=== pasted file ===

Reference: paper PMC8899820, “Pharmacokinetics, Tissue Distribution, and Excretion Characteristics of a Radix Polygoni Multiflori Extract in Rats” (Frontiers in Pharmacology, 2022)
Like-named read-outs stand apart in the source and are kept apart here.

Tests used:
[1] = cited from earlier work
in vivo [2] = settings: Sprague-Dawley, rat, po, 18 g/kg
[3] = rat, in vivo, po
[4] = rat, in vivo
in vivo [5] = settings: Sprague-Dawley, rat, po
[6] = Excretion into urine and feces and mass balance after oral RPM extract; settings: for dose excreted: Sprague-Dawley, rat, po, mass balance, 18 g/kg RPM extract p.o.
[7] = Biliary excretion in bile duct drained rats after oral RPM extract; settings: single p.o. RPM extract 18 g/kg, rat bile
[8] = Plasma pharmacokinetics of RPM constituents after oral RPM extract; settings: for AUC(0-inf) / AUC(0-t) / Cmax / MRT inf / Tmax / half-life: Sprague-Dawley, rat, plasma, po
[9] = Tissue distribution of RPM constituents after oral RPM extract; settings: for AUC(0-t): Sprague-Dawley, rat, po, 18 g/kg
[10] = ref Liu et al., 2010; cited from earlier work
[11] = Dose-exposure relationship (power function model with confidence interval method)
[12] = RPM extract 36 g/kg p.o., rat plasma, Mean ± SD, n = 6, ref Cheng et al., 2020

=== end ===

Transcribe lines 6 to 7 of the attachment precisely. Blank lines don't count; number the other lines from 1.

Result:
[3] = rat, in vivo, po
[4] = rat, in vivo